Familiar Ground

Two street team members deface a clothing rack in Costa Mesa

Two street team members deface a clothing rack in Costa Mesa

One of the problems with new year’s resolutions is that the ones you make are usually the ones you break, and the ones you keep are the ones you never make in the first place. I was actually moving away from my site duties as 2008 wound down—but then I read a pair of books on Web promotion, and now I’m suffering from blog fever. Much of this is due to the launch of SuperMegaNet. But it’s also a culmination of having been online for nearly ten years, three of those at Jessture.com, posting videos, selling books. I think I’m finally coming to terms with the blogosphere in general. I’m more willing to whore myself. I know I’ve said that before, but this time I’m serious. I’ll prove it with a couple of tie-ins—and crossovers. I don’t have a beefy marketing department at my disposal, so I’m going to go door to door, if need be, until every last person in southern California has a copy of Heroes’ Day in their hands…or, failing that, through their living room window.

I mentioned crossovers above (as well as briefly in Between the Chapters). This year, in addition to darker / edgier themes, you’ll be meeting some recycled characters in SuperMegaNet. Frequent readers will already know that I hate wasting material, and that I often bleed themes and characters from one project to another. In 2003, I almost turned my then-current Heroes’ Day draft into part of the Urban Prophets storyline. That’s why Alyssa was a gymnast, and why “Swarm” took place ~seventy years from now. I very nearly sent Alyssa to Olympus, but decided in the end to keep the two stories separate. Something similar is happening now. There was this whole personal side to Monica Sardinia, but it would have been overkill to keep all the little stories in the Heroes’ Day final draft. Like the scene where Monica sneaks into Keene’s Gymnastics with Pat, Sarah, and Amy and has a slumber party. Overkill, but not necessarily without value. Thus: Monica’s training partners have become Summer’s friends, “jockettes,” as Ernie likes to call them. They’re useful bits from another project, and, admittedly, shameless tie-ins to Heroes’ Day.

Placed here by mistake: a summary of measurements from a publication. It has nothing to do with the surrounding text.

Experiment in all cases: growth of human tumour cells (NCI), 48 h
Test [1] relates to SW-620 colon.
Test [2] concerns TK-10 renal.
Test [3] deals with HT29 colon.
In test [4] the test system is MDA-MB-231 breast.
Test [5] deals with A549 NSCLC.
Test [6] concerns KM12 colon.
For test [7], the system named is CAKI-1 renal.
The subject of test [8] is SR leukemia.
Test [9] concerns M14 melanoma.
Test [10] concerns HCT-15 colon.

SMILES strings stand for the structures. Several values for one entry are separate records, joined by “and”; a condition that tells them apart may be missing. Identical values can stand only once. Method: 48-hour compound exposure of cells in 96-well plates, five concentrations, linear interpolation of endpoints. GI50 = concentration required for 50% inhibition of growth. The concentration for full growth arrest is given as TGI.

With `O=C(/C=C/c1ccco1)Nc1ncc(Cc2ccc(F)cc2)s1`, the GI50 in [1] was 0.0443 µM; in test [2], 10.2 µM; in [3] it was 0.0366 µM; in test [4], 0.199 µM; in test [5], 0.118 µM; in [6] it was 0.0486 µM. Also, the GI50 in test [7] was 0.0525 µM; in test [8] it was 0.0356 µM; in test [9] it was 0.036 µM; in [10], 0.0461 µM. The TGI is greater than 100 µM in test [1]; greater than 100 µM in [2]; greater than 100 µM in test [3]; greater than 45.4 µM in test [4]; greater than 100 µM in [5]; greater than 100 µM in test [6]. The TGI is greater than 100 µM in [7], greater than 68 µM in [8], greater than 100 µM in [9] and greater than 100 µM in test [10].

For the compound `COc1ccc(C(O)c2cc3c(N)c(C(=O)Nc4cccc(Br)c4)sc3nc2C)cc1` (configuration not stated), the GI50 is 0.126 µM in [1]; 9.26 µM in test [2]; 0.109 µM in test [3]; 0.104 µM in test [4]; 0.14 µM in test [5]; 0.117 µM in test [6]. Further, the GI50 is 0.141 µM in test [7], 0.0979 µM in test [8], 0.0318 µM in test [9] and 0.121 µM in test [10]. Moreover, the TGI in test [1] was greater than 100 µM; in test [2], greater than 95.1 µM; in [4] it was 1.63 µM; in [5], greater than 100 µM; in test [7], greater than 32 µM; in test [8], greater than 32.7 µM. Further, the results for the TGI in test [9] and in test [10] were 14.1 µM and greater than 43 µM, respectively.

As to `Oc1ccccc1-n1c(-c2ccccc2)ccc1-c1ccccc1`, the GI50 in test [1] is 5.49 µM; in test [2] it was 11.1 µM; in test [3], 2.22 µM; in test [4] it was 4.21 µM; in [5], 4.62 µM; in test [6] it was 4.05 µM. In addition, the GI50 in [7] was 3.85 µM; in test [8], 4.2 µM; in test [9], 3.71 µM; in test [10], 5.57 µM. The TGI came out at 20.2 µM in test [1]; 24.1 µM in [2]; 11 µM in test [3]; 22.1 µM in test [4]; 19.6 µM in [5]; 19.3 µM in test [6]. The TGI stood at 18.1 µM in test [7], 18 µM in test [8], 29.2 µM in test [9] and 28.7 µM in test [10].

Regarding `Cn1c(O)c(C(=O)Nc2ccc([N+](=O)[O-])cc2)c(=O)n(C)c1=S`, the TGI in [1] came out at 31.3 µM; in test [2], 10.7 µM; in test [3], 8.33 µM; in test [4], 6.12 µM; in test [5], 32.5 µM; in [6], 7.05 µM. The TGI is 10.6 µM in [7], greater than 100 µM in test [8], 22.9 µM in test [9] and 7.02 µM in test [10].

So, to the readers who’ve asked me why certain plots and characters seem uncannily similar to one another, there’s your answer. I hope it was as good for you as it was for me.

Mourning the Death of Paper

It appears print media is fading depressingly fast. A short while ago it was announced that PC Magazine is going 100% digital. Today I logged on to Gamasutra.com and found that another of my long-time favorites, EGM, is closing up shop as well. As John C. Dvorak puts it in “Summarizing the Death Throes of 2008”:

When you combine this with the push to take what was a unique American industry and pretty much hand it over to Asia, because it’s cheaper to do things over there, then pretty soon everything is done there. While this in itself isn’t a bad thing, Asians as a whole have no interest in print magazine advertising. Culturally speaking, they aren’t about selling more sizzle than steak. And while this is commendable on some cerebral levels, it creates a humdrum if not out-and-out depressing environment.